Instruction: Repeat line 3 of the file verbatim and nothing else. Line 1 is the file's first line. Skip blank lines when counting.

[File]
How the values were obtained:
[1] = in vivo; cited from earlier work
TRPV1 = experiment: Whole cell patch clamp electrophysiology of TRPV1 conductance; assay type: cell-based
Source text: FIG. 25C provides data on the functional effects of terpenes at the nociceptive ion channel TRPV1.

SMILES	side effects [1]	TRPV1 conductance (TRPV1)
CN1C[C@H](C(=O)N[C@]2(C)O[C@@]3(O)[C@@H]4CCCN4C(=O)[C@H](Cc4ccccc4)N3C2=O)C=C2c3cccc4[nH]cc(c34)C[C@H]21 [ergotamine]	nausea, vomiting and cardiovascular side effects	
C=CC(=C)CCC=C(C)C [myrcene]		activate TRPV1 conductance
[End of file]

TRPV1 = experiment: Whole cell patch clamp electrophysiology of TRPV1 conductance; assay type: cell-based